GKN Aerospace: ORNL’s agreement and first flight of GKN’s OID technology involving 3D printed components

GKN Aerospace just signed a five-year research agreement for $17.8 million with Oak Ridge National Laboratory (ORNL).

Both parties will make use of ORNL’s Manufacturing Demonstration Facility (MDF) to develop research on the industrialization of additive manufacturing. The research has two main goals:

  • the first one consists in developing  the laser metal deposition with wire (LMD-w). This process aims at creating a prototype capable of manufacturing complex, medium- to large-scale titanium aircraft structures by melting metal wire into beads to obtain an object layer by layer.
  • The second goal concerns the advancement of electron beam melting (EBM). It will not only support work that is already in progress; but will also improve volume aerospace production.

The 3D printed titanium optical ice detector. Photo via GKN Aerospace

Mike Grunza, CEO of GKN Aerospace’s Aerostructures North America business shares his joy: “We are extremely proud to work with the world-renowned Oak Ridge National Laboratory to speed progress towards fully industrializing these processes. Additive manufacturing will continue to increase its vital role in engineering design spanning civil and defense aviation, revolutionizing the design and manufacture of structures across the entire airframe and engine. Additive processes could cut material waste by as much as 90 percent and manufacturing times by around 50 percent and will unlock new manufacturing horizons, allowing us to create complex components with no performance compromise.”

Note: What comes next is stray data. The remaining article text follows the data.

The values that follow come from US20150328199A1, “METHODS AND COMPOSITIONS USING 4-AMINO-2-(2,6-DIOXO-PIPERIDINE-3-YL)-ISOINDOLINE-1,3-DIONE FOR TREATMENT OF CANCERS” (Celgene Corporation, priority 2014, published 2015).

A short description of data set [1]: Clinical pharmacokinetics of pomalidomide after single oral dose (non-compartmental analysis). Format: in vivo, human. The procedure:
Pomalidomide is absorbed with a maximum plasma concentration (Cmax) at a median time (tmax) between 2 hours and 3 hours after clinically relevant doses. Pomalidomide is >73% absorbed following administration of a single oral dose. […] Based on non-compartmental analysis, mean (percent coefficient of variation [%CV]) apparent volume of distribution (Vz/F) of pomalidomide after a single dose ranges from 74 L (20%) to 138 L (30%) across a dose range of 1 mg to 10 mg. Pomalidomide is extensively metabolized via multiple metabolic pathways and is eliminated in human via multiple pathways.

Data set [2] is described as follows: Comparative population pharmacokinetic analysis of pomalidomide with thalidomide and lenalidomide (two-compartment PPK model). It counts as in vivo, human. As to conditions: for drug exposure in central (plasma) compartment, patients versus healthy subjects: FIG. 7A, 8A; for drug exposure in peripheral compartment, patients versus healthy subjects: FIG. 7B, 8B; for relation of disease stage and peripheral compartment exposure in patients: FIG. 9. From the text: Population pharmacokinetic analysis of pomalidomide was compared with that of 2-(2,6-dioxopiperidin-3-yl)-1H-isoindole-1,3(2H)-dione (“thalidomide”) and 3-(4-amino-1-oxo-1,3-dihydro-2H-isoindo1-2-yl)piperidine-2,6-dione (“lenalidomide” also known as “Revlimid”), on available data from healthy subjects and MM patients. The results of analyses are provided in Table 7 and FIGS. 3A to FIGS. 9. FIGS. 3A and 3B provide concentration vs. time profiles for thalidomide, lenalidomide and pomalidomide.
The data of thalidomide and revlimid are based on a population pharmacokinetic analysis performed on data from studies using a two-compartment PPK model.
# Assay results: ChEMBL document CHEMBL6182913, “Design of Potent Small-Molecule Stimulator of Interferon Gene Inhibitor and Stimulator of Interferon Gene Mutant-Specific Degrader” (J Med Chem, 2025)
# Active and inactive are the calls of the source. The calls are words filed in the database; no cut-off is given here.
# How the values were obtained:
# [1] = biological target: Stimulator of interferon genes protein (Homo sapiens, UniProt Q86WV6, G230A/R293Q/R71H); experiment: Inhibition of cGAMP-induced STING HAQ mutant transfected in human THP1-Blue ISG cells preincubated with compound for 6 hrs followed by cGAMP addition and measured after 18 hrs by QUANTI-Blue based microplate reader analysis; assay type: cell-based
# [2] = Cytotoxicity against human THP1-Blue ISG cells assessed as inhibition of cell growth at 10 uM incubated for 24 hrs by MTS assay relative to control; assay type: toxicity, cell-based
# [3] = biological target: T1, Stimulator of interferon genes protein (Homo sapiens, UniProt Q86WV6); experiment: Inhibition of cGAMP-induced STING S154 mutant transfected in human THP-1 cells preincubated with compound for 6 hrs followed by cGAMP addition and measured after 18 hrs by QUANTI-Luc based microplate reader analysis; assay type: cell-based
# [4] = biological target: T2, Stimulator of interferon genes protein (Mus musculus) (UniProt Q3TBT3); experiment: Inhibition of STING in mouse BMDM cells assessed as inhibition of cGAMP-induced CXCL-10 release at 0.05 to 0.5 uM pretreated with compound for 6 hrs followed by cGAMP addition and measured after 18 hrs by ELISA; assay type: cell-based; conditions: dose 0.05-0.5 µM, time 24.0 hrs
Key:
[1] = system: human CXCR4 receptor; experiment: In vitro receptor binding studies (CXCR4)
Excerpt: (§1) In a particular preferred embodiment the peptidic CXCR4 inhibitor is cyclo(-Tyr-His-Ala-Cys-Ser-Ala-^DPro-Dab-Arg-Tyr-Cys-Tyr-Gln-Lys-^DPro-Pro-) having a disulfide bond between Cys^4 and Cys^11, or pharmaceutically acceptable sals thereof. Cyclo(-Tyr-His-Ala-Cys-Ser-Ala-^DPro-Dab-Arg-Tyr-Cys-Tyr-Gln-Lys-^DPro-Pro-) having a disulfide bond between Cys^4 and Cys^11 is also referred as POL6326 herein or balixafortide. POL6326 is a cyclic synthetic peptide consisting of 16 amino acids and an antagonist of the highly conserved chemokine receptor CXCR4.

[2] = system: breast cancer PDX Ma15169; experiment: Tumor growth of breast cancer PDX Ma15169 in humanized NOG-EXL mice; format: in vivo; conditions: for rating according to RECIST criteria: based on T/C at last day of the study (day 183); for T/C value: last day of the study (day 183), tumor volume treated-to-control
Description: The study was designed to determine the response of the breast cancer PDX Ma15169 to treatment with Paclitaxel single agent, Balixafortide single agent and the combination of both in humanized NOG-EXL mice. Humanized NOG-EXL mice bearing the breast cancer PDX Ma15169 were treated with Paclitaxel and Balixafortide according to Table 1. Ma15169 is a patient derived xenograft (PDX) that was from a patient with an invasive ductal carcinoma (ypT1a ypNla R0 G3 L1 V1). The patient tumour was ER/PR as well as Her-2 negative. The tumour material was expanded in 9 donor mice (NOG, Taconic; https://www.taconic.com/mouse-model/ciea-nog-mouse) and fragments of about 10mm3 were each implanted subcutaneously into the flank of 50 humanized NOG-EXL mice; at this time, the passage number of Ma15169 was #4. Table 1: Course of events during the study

GKN Aerospace’s Additive Manufacturing Centre. Photo via Aviation Week.

As far as testing 3D printed components are concerned, GKN launched the Optical Ice Detector (OID), an ice protection system, on the Atmospheric Research Aircraft operated by the Facility for Airborne Atmospheric Measurements (FAAM) in Cranfield, UK.

The OID’s small sensor head has been made using additive manufactured titanium. It can be placed into an ice accreting surface on the aircraft, or in the internal areas of gas turbine engines.

The flight is then the first test of GKN’s Type 8 Spraymat Ice Protection heater mats.

This successful first flight of GKN’s OID technology was the result of positive collaboration between our additive manufacturing and ice protection teams and marks a significant milestone in maturing the capability,” declares Russ Dunn, Senior Vice President of Engineering, Technology and Quality for GKN Aerospace.



(3DA)

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